Patients With Lung Cancer Demonstrate Superior Resilience in the Face of COVID-19


The general population experienced nearly double the amount of anxiety and depression that patients with non–small cell lung cancer reported during the COVID-19 pandemic.

Barbara Andersen, PhD

Barbara Andersen, PhD

Patients with lung cancer showed less depression and anxiety compared with the general population during the COVID-19 pandemic, according to data recently published in the Journal of the National Comprehensive Cancer Network.1

Notably, the number of people in the general population who experienced clinical levels of anxiety and depression during the pandemic was double the number of people who experienced similarly high levels. These findings suggest that the general population might look to this population to learn resilience and coping skills, according to investigators.

“We were astounded at how resilient these patients [with lung cancer] were in coping with the threat of COVID-19, given they were already under very difficult health circumstances,” study co-author Barbara Andersen, PhD, professor of psychology at The Ohio State University, stated in a press release.2 “That’s not to say patients [with lung cancer] were unfazed by the pandemic—they did show concern. But, they seemed better able to handle the stress than similar people without cancer.”

The study assessed the responses of 76 patients with advanced non–small cell lung cancer (NSCLC). All participants had previously been enrolled in the stage IV NSCLC cohort in the Beating Lung Cancer in Ohio Study (NCT03199651), which predated the COVID-19 pandemic.

At diagnosis, all patients were asked to complete surveys about their psychological health, which was at least 1 year before the pandemic began. Patients submitted similar surveys again between April 2020 through July 2020—these surveys included additional questions querying about COVID-19–related concerns.

The mean age of participants was 62.5 years. All patients resided in Ohio, had low education (high school education or less), and income levels (≤$75,000 annual income). In addition, 91.4% had a smoking history. Between May 8, 2020, and June 19, 2020, 67 control individuals also enrolled in the study and completed similar surveys.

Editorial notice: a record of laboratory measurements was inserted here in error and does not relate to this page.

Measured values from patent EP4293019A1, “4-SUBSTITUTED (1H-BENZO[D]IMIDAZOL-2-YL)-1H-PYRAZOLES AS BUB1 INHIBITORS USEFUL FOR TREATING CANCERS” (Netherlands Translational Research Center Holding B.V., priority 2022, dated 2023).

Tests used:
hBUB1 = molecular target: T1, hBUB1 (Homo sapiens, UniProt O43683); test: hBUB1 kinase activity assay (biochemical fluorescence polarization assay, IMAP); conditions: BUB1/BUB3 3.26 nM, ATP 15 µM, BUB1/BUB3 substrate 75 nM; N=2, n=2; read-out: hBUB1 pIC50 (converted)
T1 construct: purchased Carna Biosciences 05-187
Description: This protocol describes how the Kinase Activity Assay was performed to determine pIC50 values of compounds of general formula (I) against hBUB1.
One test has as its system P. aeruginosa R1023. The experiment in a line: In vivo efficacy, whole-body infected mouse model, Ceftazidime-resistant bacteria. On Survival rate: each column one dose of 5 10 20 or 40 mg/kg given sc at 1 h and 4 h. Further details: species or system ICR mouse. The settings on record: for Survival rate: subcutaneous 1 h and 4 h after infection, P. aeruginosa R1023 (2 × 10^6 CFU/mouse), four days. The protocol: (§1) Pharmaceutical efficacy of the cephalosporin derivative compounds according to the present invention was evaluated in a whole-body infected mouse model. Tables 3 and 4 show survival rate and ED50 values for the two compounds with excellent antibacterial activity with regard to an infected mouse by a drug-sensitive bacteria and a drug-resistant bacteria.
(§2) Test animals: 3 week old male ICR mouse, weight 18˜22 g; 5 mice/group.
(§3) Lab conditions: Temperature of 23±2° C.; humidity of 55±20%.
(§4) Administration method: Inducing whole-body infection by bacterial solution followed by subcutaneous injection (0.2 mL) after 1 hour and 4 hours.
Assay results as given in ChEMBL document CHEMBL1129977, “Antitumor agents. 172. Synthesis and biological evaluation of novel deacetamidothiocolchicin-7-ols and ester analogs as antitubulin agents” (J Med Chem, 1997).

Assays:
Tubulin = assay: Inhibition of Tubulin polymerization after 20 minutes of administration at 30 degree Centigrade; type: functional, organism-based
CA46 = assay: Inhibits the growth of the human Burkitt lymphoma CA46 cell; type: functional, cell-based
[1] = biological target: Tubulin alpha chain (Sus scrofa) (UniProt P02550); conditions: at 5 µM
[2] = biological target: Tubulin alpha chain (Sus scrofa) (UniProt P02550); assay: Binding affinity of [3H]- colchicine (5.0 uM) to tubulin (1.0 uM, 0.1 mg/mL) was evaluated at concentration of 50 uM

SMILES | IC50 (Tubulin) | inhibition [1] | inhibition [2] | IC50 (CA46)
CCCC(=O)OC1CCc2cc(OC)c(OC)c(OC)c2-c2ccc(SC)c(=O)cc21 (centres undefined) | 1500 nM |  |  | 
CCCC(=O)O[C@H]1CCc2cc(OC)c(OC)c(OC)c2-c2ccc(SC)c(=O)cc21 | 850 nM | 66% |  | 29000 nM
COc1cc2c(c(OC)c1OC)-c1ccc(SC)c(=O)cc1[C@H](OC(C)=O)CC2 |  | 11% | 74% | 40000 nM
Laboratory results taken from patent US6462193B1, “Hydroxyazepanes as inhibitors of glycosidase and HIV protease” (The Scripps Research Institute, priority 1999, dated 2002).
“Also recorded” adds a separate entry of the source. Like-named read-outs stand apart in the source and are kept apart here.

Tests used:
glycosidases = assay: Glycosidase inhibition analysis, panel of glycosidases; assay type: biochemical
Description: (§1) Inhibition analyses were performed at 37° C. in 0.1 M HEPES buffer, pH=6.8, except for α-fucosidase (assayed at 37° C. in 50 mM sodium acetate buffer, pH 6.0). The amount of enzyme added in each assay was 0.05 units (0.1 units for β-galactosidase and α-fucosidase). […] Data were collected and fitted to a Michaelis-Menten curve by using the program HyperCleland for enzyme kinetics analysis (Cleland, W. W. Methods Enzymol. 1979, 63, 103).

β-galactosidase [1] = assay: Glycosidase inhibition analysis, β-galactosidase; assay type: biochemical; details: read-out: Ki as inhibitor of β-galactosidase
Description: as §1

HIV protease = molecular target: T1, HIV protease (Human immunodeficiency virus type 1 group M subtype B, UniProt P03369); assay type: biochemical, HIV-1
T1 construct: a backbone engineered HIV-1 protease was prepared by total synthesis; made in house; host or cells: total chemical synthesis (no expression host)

Psychological Position at Diagnosis Vs During Pandemic

At diagnosis, patients with NSCLC experienced more symptoms of depression (ΔM=1.737; 95% CI, 0.493–2.98; P=.007) and anxiety (ΔM=1.592; 95% CI, 0.264–2.920; P=.019) than during the COVID-19 pandemic. Similarly, the Patient Health Questionnaire-9 (PHQ-9) scores were 17.1% (n = 13) at diagnosis vs 11.8% (n = 8) during the pandemic. Generalized Anxiety Disorder-7 (GAD-7) scores were 15.8% (n = 12) at diagnosis vs 13.2% during the pandemic.

Patients With Lung Cancer Vs General Population

In addition, not only were patients with NSCLC observed to experience less severe levels of depression (β = −0.206; 95% CI, −4.142 to −0.355; P=.020) and anxiety (β = −0.196; 95% CI, −4.037 to −0.308; P=.023) during the pandemic than at their diagnosis, they experienced significantly fewer depressive and anxiety symptoms compared with people in the general population. The percentage of participants who reached the cutoff values for PHQ-9 were 11.8% and 28.1% in the NSCLC and control groups, respectively. The percentages in the GAD-7 groups were 13.2% and 30.3%, respectively.

These findings are especially notable given that lung cancer accounts for 25% more cancer deaths than prostate, breast, and colon cancers, explained study authors, in part because 84% of patients receive their lung cancer diagnosis once it has already reached an advanced stage. Furthermore, NSCLC represents 85% of lung cancer cases and is the fifth most expensive tumor to treat. The estimated national expenditures for NSCLC in the United States were $14.7 billion in 2020.

Moreover, these results do not suggest that depression and anxiety are not still prominent issues for patients facing lung cancer. This population is at a high risk of depression and health care providers should continue to screen these patients and refer them for psychological treatment when necessary.

However, the findings do suggest that these patients are capable of a remarkable level of resilience, concluded investigators.

“For these patients, COVID-19 occurred [during] an ongoing life-threatening disease, cancer-related symptoms, and routines already disrupted by receiving treatment. The pandemic was just another challenge to overcome,” Andersen said.

“It is a message of strength and resilience, of being able to persevere despite all the challenges. These patients showed incredible toughness during COVID-19 and went about what they had to do and continued their treatment, despite their very difficult disease.”


  1. Arrato NA, Lo SB, Coker CA, et al. Cancer treatment during COVID-19: resilience of individuals with advanced non–small cell lung cancer versus community controls. J Natl Compr Canc Netw. 2022;20(2):118-125. doi:10.6004/jnccn.2021.7076
  2. Grabmeier J. Lung cancer patients coped with pandemic better than many peers. February 9, 2022. Accessed March 3, 2022.
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